Mondays are a day for happy, so I thought I’d save my sadness for Tuesday.
Four years ago yesterday, I said goodbye far too soon. My cat, Charles Bukowski Jr., died of Feline Infectious Peritonitis. It’s an autoimmune disease that is always fatal and has only palliative treatment. If you choose not to euthanize when it first happens, you have a long and difficult road ahead of you and you’ll watch your once-strong cat slowly fade away before your eyes. A lot of people choose to say goodbye right away, but some of them choose to keep them comfortable as long as possible. I’m sure you can guess which I chose.
Bucky, as we called him, didn’t start out a very friendly kitten.
He came to me by accident in Wisconsin after being dropped off at a pet shop choking on soaked dog food that was stuck in his esophagus. We treated him for that, then for the pneumonia that occurred, and finally I was able to take him home where he was loved, spoiled and given the best and most wonderful life possible in spite of developing asthma and living in a house with four other cats.
He was a very tolerant little cat. This wasn’t his favorite thing to wear but every time I squeezed it onto him he was calm and compliant, even when I dressed him in it so we could have his picture taken with Santa. Twice. In the same year. At one point I also put reindeer antlers on him and the effect was nothing short of adorable.
One day, while I lived in Chicago, he started vomiting and having diarrhea. He spent weeks at a time in the hospital and finally underwent surgery to biopsy his colon that ended up in the removal of the distal third of his colon. It also resulted in his being diagnosed with FIP. Biopsy is the only 100% reliable means of diagnosis; there is a blood test but all it tells you is that they’ve been exposed to the disease, not that they actually have it. I had people tell me “oh, he’ll be fine, my cat had FIP for years and was just fine.” No. No he did not.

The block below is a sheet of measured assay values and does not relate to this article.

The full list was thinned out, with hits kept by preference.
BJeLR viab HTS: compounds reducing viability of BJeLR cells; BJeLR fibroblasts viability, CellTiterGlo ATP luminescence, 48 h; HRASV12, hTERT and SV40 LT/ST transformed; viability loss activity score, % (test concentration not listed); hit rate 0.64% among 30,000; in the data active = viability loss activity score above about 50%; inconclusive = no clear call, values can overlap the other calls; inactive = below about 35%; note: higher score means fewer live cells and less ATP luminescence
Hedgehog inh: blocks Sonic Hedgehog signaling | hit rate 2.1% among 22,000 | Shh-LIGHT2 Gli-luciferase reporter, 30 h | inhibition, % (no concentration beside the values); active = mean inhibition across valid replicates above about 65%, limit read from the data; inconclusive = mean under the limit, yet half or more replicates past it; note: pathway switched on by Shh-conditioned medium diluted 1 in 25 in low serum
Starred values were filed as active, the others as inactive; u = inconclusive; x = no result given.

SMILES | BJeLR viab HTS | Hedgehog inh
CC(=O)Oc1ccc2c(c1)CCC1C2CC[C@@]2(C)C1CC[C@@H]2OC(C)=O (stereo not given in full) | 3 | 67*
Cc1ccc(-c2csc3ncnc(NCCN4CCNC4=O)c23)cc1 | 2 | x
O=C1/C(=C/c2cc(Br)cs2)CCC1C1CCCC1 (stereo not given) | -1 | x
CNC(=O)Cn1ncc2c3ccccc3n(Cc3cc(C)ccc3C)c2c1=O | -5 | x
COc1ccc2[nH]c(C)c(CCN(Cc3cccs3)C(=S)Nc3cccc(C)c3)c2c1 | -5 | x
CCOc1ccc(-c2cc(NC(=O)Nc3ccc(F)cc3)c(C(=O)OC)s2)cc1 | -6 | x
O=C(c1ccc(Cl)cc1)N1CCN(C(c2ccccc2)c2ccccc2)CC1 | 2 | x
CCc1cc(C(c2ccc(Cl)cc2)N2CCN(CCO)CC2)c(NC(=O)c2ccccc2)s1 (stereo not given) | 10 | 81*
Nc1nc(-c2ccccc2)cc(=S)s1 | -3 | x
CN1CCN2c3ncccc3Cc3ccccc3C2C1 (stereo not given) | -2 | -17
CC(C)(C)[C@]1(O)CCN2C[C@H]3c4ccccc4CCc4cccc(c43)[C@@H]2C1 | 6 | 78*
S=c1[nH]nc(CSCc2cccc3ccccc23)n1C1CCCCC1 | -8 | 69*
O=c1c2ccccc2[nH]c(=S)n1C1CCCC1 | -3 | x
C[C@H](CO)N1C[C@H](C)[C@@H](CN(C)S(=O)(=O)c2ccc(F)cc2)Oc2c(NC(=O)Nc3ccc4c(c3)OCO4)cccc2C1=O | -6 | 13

I gave him handfuls of pills every day. I gave him injections. I gave him his steroids in pill form and inhaler form. I gave him subcutaneous fluids. In the end, none of the steroids, diuretics, anti-vomiting/nausea medication, or pills to remove the blood clots in his eyes were able to save him. All I could do was treat every new problem that popped up until one by one his systems started to fail.
I took this picture of him the last night we were together.
He was so weak that the sedative itself almost put him to sleep but I was grateful that he was able to drift off first so he wasn’t scared. After a little while, the doctor came in and gave him what my black sense of humor likes to refer to as “a ride on the Pink Line.” It was over in a few seconds.
I couldn’t let go. I held his little body, nothing but skin and bones, in my arms long past his last breath. I couldn’t let go of him while he was still warm. Only when a friend came into the room and told me that the only reason he was still warm was because I was still holding him did I let her take him away. Every moment is still crystal clear.
I’m crying as I write this, like I do every year he’s gone and every time I think about him. I’ve written about this twice already and I keep hoping that someday I’ll be able to remember him with a smile but it’s still not happening. There’s still a jagged hole in my heart where he should be and I wonder if it’ll ever close.
I have a permanent reminder of him now. Someone told me “always wait at least a year before you get a memorial tattoo” so that you make sure your feelings are still the same. It took me almost three years to save up the money to get my piece but it was worth it. I love my artist.
I had a cat for not even a year. His life lasted just over that. Yet I can’t get his life or his death out of my heart. I still love him as much as the first day I held him. Hug your cats tightly tonight, all. Love them. For me, for Bucky, and especially for yourself.